If you have Iterable<? extends E>, you can pass E type and any sub-types of E, in this case, Product and DiscountedProduct are all fine.
  2. Then why T extends Iterable? Can I just have Iterable for the input type then I can remove the generic type T? Yes, it’s OK, but what if there is anyone who wants to extends this class and wants to restrict the input type to only List instead of any sub-type of Iterable (probably if you care about Open/closed principle)?
    If you have a class like this.

    // Notice that T extends Iterable<? extends E> is gone, and it has Iterable<? extends E> instead (No T).
    public class IterableToCollectionSelector<E, C extends Condition1<? super E>, R extends Collection<E>> implements
      Selector1<Iterable<? extends E>, C, R>
    {
    }
    

    You can’t restrict the input type to something other than Iterable<? extends E>, and if you try to override the select method in the sub-class of it.
    e.g.)

    public class IterableToArrayListSelector<E> extends
      IterableToCollectionSelector<E, Condition1<? super E>, ArrayList<E>>
    {
      @Override
      public ArrayList<E> select(final Condition1<? super E> condition, final List<? extends E> source)
      {
        return super.select(condition, source);
      }
    }
    

    You will get a compile-time error because T is not the same as “? extends T“. In this case, “Iterable<? extends E>” specified as a generic type T for the Selector1<T, C, R> is not the same as “? extends T” that is, in here, List<? extends E> (one of “T extends Iterable<? extends E>“) in the overridden method select() (It’s not actually overridden as List<? extends E> can’t be a substitute for Iterable<? extends E> here). Still not sure why List can’t be used? Well, think about this. List<String> is not the same as and can’t be a substitute for List<Object>. You know it, and I already explained it earlier when I talked about the side-effect of using arrays. Then think about this one. Can List<List<?>> be a substitute for List<Iterable<?>>? No, it’s just like List<String> and List<Object>, and the problem we have here is the same.

    So

    public class IterableToCollectionSelector<E, T extends Iterable<? extends E>, C extends Condition1<? super E>, R extends Collection<E>>
      implements Selector1<T, C, R>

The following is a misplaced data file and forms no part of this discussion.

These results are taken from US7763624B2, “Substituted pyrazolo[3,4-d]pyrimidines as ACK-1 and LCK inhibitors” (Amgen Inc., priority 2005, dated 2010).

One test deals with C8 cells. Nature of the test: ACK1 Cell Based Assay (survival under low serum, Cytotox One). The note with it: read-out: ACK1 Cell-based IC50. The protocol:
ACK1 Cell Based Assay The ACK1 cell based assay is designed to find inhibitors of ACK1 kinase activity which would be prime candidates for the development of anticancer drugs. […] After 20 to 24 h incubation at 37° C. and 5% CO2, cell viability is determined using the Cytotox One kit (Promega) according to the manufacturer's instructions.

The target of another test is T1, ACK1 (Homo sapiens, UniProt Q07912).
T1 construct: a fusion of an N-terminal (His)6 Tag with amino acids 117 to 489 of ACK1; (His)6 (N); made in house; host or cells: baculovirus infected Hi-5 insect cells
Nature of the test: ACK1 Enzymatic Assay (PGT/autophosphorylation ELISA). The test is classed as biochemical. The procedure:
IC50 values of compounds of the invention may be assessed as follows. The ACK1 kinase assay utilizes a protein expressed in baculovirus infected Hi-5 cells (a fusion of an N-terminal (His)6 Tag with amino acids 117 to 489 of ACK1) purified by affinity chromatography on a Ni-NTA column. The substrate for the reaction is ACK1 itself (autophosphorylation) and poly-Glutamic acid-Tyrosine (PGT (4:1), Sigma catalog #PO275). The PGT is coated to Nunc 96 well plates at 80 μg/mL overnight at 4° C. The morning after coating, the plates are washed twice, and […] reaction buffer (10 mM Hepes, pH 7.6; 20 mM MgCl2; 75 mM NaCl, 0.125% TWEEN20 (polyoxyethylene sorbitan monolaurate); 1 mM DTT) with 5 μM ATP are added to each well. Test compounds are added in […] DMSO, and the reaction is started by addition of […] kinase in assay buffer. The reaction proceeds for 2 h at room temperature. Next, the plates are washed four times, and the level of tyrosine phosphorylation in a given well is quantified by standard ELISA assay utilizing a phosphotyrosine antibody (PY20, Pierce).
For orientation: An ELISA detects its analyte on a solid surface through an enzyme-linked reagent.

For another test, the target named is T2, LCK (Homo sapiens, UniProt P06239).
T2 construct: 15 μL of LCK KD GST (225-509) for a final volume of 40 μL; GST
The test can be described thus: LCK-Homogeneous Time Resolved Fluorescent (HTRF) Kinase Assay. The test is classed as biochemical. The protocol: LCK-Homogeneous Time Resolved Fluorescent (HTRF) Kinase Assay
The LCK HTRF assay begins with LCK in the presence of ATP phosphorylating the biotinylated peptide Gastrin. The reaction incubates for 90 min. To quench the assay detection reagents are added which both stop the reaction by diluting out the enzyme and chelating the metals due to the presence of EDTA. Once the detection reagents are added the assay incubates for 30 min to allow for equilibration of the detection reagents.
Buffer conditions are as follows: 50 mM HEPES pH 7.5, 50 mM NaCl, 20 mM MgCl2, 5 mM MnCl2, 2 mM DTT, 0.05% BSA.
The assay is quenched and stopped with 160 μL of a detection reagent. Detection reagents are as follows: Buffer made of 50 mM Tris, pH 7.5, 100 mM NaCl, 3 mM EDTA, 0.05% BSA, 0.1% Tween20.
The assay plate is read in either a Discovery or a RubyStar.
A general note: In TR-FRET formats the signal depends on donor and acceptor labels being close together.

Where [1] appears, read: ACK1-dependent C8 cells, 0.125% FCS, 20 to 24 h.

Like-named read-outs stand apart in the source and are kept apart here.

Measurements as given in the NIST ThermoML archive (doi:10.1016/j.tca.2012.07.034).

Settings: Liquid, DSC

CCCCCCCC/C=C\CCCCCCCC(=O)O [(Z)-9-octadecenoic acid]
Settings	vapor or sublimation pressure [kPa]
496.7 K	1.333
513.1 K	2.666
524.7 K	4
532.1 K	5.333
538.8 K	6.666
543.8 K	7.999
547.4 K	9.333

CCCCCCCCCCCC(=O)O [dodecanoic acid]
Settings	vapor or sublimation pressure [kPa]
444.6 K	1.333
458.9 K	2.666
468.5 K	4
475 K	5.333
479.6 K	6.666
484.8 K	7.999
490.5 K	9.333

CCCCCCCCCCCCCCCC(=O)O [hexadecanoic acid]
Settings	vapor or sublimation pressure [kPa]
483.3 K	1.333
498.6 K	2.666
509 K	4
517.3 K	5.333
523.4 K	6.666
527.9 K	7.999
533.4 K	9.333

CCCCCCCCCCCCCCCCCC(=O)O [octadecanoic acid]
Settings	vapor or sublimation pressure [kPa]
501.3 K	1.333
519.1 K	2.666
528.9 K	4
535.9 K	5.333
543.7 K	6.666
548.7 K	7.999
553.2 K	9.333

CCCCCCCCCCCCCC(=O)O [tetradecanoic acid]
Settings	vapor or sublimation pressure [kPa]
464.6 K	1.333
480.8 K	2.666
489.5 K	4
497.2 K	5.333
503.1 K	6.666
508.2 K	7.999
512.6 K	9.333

gives me freedom to restrict the input iterable to whatever extends Iterable I want.
    e.g.)

    public class IterableToArrayListSelector<E> extends
        IterableToCollectionSelector<E, List<? extends E>, Condition1<? super E>, ArrayList<E>>
    

    There will be a compile-time error when passing a Set instead of a List for the input value of the select() method.

C extends Condition1<? super E>
Next one is C extends Condition1<? super E>. What? Why is the input type of the Condition1? super E“? Because, with “? super E“, I can have one Condition1 object for many sub-types of the type E. Imagine that you want to get a List of Product the price of which is greater than 20, you can have a Condition1 for Product, then if you also need to get a List of DiscountedProduct the price of which is also greater than 20, you can reuse that Condition1 object for it as DiscountedProduct is a sub-type of Product which means Condition1<Product> is a kind of Condition1<? super DiscountedProduct>. If I have “C extends Condition1<E>” then I can’t do that, but because it’s “C extends Condition1<? super E>“, I can.
R
The last one is R. R extends Collection<E> so it can be any sub-type of Collection.

Now let’s look at the method. Here I have some problem.

  public R select(final C condition, final T source)
  {
    final R result = // <- How can I get the Collection instance of R???
    for (final E element : source)
    {
      if (condition.isMet(element))
      {
        result.add(element);
      }
    }
    return result;
  }

If it’s one type of Collection, I can easily create it but it’s not determined yet. It will be set when it’s used. Then why don’t I postpone instantiation of it until it’s used. More precisely when the selector is instantiated. So I just create another type to create one of Collection also using generics.